On Friday, June 1, 2012, we held a memorial reading for the late prairie poet Andrew Suknaski (1942-2012) at The Carleton Tavern [where we also held the Robert Kroetsch tribute, last spring], with readings, tributes and remembrances by Peter Gunther [pictured, left], Myrna Kostash (as read by myself), Monty Reid, Brenda Niskala, Dennis Gruending [below, reading from Wood Mountain Poems; see his piece on the event and Suknaski here] and kemeny babineau (as read by Christine McNair; babineau later slipped a copy of his poem into a bottle, and released it into the river, much the way Suknaski did the same in the 1960s and 70s). It was a fascinating mix of literary and personal, as Peter Gunther (who ended up at Mount Allison University around the same time as John Thompson) talked about working as a Bellhop with “Suk” in Deer Lake, Lake Louise, when they were still in their teens, to speaking to him on the phone as recently as a year ago. Monty Reid read from the Andrew Suknaski issue of The Dinosaur Review, a journal he edited and published many years ago out of Alberta, producing large sections of Suknaski’s otherwise-unpublished work-in-progress “Divining for West.”
A lot has been said about Andrew Suknaski the writer, and this event had much of that, but also included Andrew Suknaski the influence, the mentor, the friend and the human being. There was such a wealth of friendship and appreciation, despite the small group, and plenty of stories that lasted well after the official (informal) event.
For my own small tribute, I spoke of my initial interests in Suknaski’s writing, a combination of being intrigued by writers who seem to disappear, and his combination of rejecting and reclaiming his home space, something I have long been able to identify with. I spoke of working on the selected poems (which, despite a signed contract by Suknaski, I am waiting to find out about the naming of a literary executor before going ahead), a selected essays and a collection of essays on his work. I produced a small handout of the essay I wrote on Suknaski’s work in 2005, which appeared on the Poetics.ca site (a site temporarily disappeared; we are working on such). The evening was impressive for its warmth, and its breadth. We even had a bookseller, from Collected Works Bookstore and Coffeebar, selling copies of the thirtieth anniversary edition of Wood Mountain Poems (2006) and Montage for an Interstellar Cry (1982). As Myrna Kostash’s small tribute read:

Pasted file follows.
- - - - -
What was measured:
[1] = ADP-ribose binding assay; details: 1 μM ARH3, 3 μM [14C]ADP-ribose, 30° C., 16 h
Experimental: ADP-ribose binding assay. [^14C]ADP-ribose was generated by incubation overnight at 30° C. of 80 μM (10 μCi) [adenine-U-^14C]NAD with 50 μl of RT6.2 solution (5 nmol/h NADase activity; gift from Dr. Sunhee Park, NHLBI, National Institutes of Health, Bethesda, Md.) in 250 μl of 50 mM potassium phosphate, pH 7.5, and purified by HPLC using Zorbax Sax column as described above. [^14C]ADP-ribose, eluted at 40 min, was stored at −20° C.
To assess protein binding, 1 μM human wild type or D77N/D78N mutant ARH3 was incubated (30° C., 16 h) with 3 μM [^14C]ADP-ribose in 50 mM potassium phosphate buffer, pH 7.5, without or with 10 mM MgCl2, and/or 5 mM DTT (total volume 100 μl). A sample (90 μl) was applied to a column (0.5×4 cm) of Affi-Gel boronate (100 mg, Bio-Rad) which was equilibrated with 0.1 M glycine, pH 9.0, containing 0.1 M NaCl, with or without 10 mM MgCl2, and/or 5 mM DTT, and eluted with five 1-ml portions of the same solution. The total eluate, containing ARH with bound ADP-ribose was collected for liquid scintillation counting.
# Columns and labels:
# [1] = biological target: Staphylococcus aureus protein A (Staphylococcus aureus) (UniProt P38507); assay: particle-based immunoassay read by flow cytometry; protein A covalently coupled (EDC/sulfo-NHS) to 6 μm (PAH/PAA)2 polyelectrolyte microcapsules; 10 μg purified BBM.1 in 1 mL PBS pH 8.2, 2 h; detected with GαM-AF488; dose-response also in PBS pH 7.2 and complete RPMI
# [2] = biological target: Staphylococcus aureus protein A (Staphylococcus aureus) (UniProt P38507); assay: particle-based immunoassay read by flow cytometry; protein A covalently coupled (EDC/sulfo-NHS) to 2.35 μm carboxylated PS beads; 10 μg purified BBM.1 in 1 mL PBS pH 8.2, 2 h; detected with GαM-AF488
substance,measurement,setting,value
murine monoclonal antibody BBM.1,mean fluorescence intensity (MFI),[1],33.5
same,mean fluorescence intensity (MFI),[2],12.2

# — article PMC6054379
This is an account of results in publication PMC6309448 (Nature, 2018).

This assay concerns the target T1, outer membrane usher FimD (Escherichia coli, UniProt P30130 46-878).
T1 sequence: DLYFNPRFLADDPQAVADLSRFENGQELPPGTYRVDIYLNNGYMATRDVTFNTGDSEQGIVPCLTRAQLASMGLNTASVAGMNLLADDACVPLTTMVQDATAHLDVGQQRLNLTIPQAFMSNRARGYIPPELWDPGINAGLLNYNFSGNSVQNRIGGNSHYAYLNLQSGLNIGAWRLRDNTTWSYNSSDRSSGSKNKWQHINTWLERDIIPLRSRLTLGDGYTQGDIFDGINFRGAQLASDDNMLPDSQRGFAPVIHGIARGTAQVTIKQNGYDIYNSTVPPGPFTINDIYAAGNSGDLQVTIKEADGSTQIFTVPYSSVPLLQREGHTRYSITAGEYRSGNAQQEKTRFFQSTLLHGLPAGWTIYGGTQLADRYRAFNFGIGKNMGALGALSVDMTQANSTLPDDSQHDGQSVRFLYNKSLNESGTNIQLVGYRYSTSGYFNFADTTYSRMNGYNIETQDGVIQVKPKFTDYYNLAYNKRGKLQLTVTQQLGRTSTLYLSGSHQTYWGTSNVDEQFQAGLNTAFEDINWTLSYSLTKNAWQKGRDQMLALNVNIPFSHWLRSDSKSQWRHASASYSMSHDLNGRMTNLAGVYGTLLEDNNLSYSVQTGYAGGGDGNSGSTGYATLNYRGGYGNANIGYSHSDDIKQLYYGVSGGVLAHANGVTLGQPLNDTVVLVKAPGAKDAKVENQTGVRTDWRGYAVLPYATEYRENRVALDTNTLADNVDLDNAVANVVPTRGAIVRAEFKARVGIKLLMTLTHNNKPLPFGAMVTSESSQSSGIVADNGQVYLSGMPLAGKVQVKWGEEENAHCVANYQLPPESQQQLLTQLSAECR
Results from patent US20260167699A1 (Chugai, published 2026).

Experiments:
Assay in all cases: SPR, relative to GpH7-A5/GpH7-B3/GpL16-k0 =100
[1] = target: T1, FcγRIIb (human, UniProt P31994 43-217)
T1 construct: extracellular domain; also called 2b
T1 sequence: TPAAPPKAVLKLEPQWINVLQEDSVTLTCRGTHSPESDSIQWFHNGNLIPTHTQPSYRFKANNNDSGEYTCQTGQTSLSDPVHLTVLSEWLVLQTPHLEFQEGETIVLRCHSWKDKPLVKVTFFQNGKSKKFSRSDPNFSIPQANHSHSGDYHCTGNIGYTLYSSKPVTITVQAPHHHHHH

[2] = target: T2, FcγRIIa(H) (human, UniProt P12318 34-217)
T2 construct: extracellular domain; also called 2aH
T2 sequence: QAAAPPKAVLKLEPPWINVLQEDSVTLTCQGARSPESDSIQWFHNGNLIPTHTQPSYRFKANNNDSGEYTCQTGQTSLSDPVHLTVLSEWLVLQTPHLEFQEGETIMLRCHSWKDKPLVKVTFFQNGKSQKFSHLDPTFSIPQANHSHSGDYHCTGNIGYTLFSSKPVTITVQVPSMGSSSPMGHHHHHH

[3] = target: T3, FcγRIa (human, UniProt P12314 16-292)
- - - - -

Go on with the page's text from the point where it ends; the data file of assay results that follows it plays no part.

Andy was one of those prairie people and artist who showed me how to be one too. I had been away from homeplace for ten years when I returned to Alberta in 1975 to do the research for what would be All of Baba's Children - I'm still here - and along the way I met Andy, a regular visitor to Edmonton and to my quarter section near Two Hills. (He once stayed a few days at the shack, as I thought fondly of the log cabin, because he knew where the key was, and left me a poem written on a brown paper bag. And then wrote a poem about me and my .22: he seemed to like the idea of a Ukrainian-Canadian Cossack babe.)
Andy represented a series of revelations for me. He wrote/sang a kind of poetry that, now that I think of it, was also a form of creative nonfiction, the sort of thing that DJs would go on to do, "sampling" all kinds of music/texts, sourced from wherever his curiosity, imagination, memory bank and passion took him, in a polyphony of voices, and gave us all permission to do the same. He retrieved for western Canadian and Ukrainian-Canadian writing the narratives of settlers crushed by the very land that was meant to free them, and the narratives of the Aboriginal nations for whom that very earth/zemlya had been motherland. And he did all this with his own earthiness that made him seem a wise old man blown in from the steppes when he was still in his thirties.
God rest the soul of Andrew Suknaski. Eternal be his memory. Vichnaya pamiat'.